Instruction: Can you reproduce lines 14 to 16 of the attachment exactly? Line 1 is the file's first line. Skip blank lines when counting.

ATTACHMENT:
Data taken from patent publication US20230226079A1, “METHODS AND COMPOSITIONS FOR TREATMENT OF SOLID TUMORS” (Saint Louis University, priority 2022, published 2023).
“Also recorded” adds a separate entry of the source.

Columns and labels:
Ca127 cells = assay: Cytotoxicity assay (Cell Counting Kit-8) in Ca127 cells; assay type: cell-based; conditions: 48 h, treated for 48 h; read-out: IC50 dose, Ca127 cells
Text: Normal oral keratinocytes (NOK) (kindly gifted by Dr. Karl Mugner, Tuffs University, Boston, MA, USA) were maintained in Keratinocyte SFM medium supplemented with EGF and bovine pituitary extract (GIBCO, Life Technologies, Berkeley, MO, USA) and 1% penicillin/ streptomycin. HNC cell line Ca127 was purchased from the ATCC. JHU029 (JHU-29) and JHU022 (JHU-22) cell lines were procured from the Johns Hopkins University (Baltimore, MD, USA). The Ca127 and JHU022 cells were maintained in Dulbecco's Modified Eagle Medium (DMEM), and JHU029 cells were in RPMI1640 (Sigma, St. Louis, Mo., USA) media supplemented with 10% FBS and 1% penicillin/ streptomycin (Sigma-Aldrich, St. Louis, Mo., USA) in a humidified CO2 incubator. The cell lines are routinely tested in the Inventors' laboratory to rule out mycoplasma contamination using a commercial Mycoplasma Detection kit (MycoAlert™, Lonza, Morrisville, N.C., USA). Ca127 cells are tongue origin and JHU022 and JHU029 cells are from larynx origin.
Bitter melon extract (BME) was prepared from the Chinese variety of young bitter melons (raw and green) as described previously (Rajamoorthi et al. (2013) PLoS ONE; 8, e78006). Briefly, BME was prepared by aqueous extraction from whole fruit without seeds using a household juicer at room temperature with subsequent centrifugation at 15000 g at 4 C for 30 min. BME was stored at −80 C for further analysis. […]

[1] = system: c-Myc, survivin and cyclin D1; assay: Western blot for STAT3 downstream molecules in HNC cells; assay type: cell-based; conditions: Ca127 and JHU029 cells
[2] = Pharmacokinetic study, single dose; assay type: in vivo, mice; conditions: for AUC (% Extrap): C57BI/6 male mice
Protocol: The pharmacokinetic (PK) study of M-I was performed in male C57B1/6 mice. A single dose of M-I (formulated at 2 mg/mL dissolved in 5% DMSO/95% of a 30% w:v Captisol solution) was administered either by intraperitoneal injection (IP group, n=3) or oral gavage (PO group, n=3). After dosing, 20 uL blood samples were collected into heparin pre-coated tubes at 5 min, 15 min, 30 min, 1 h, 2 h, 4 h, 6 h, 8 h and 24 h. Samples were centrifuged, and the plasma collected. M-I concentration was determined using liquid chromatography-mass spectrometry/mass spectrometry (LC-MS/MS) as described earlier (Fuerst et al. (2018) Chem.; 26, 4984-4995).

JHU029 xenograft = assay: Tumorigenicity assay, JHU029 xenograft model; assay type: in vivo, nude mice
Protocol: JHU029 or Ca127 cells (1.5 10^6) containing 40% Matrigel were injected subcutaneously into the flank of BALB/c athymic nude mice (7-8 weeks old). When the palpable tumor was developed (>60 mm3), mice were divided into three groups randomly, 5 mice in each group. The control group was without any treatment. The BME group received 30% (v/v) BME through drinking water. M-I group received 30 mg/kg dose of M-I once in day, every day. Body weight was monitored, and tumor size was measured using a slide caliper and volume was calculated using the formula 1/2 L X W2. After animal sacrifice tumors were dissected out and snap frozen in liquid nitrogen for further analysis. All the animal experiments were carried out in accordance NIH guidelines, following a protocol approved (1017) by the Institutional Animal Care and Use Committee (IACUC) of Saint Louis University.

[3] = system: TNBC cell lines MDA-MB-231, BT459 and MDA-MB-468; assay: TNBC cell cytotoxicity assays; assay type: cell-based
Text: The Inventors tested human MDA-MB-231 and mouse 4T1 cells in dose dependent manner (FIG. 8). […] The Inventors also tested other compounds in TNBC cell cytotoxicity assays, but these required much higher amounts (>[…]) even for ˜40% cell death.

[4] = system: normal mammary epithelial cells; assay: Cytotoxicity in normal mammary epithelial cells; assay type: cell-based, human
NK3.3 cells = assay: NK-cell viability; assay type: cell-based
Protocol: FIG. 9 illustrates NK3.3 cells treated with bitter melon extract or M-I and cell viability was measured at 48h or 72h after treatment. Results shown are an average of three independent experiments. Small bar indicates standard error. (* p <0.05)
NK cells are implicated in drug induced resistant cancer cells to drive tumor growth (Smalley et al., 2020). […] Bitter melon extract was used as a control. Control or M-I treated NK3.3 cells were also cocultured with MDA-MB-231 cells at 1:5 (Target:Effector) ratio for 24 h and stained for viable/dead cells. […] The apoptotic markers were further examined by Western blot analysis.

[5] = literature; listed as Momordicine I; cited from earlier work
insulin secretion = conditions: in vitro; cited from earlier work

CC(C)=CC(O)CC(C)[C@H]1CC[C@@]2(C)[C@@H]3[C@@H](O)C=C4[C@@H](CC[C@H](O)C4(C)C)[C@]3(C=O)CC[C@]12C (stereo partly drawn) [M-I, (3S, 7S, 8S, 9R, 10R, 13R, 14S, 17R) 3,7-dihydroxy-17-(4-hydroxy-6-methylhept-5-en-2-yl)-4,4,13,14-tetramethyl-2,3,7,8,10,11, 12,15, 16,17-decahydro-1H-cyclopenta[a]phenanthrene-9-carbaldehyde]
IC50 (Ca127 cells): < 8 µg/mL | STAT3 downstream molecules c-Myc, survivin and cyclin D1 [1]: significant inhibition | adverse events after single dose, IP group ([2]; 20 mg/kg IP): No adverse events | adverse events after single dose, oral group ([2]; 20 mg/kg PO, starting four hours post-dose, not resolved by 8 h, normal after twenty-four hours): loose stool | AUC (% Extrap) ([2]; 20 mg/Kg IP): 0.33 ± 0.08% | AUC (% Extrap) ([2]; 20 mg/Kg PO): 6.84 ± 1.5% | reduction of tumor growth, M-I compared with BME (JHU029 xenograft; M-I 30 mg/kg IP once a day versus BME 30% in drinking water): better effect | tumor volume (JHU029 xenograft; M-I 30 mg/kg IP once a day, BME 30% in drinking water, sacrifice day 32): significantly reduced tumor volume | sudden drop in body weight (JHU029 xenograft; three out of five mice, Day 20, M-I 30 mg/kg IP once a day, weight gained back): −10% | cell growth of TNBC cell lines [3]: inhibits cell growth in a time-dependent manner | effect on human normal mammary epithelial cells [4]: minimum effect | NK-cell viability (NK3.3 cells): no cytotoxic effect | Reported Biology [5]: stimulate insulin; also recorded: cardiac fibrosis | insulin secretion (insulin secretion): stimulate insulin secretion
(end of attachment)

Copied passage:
[4] = system: normal mammary epithelial cells; assay: Cytotoxicity in normal mammary epithelial cells; assay type: cell-based, human
NK3.3 cells = assay: NK-cell viability; assay type: cell-based
Protocol: FIG. 9 illustrates NK3.3 cells treated with bitter melon extract or M-I and cell viability was measured at 48h or 72h after treatment. Results shown are an average of three independent experiments. Small bar indicates standard error. (* p <0.05)